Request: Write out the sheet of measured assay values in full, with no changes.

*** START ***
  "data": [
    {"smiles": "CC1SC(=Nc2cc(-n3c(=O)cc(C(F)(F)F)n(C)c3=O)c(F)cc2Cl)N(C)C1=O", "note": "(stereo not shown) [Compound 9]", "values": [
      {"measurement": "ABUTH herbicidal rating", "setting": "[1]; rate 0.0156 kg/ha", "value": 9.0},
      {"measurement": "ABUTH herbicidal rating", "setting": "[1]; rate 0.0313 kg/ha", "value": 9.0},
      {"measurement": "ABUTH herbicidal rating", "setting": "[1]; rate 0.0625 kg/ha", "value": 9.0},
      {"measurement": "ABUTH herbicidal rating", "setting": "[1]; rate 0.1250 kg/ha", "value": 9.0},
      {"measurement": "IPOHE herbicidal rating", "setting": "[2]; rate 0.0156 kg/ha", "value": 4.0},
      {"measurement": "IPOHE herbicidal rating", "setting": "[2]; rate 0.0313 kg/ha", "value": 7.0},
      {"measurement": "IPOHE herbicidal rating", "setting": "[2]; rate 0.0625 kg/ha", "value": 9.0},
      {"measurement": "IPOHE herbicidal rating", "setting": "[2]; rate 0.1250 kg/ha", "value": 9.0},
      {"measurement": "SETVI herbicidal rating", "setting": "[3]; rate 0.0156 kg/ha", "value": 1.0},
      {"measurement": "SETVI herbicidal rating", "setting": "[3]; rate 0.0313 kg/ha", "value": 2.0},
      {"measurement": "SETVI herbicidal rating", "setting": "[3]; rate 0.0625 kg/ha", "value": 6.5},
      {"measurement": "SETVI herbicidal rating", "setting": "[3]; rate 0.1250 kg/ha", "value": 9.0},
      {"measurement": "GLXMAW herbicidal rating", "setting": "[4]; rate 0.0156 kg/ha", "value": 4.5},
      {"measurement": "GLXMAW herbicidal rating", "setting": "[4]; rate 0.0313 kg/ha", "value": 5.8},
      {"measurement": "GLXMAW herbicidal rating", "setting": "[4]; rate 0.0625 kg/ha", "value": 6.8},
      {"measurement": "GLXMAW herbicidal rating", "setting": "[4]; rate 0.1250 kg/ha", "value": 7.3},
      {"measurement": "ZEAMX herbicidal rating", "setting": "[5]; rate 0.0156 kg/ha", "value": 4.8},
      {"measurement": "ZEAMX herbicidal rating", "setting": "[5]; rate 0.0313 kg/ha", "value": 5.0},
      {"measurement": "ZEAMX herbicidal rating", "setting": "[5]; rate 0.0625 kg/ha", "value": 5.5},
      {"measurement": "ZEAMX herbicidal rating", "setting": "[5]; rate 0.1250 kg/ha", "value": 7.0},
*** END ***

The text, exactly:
  "data": [
    {"smiles": "CC1SC(=Nc2cc(-n3c(=O)cc(C(F)(F)F)n(C)c3=O)c(F)cc2Cl)N(C)C1=O", "note": "(stereo not shown) [Compound 9]", "values": [
      {"measurement": "ABUTH herbicidal rating", "setting": "[1]; rate 0.0156 kg/ha", "value": 9.0},
      {"measurement": "ABUTH herbicidal rating", "setting": "[1]; rate 0.0313 kg/ha", "value": 9.0},
      {"measurement": "ABUTH herbicidal rating", "setting": "[1]; rate 0.0625 kg/ha", "value": 9.0},
      {"measurement": "ABUTH herbicidal rating", "setting": "[1]; rate 0.1250 kg/ha", "value": 9.0},
      {"measurement": "IPOHE herbicidal rating", "setting": "[2]; rate 0.0156 kg/ha", "value": 4.0},
      {"measurement": "IPOHE herbicidal rating", "setting": "[2]; rate 0.0313 kg/ha", "value": 7.0},
      {"measurement": "IPOHE herbicidal rating", "setting": "[2]; rate 0.0625 kg/ha", "value": 9.0},
      {"measurement": "IPOHE herbicidal rating", "setting": "[2]; rate 0.1250 kg/ha", "value": 9.0},
      {"measurement": "SETVI herbicidal rating", "setting": "[3]; rate 0.0156 kg/ha", "value": 1.0},
      {"measurement": "SETVI herbicidal rating", "setting": "[3]; rate 0.0313 kg/ha", "value": 2.0},
      {"measurement": "SETVI herbicidal rating", "setting": "[3]; rate 0.0625 kg/ha", "value": 6.5},
      {"measurement": "SETVI herbicidal rating", "setting": "[3]; rate 0.1250 kg/ha", "value": 9.0},
      {"measurement": "GLXMAW herbicidal rating", "setting": "[4]; rate 0.0156 kg/ha", "value": 4.5},
      {"measurement": "GLXMAW herbicidal rating", "setting": "[4]; rate 0.0313 kg/ha", "value": 5.8},
      {"measurement": "GLXMAW herbicidal rating", "setting": "[4]; rate 0.0625 kg/ha", "value": 6.8},
      {"measurement": "GLXMAW herbicidal rating", "setting": "[4]; rate 0.1250 kg/ha", "value": 7.3},
      {"measurement": "ZEAMX herbicidal rating", "setting": "[5]; rate 0.0156 kg/ha", "value": 4.8},
      {"measurement": "ZEAMX herbicidal rating", "setting": "[5]; rate 0.0313 kg/ha", "value": 5.0},
      {"measurement": "ZEAMX herbicidal rating", "setting": "[5]; rate 0.0625 kg/ha", "value": 5.5},
      {"measurement": "ZEAMX herbicidal rating", "setting": "[5]; rate 0.1250 kg/ha", "value": 7.0},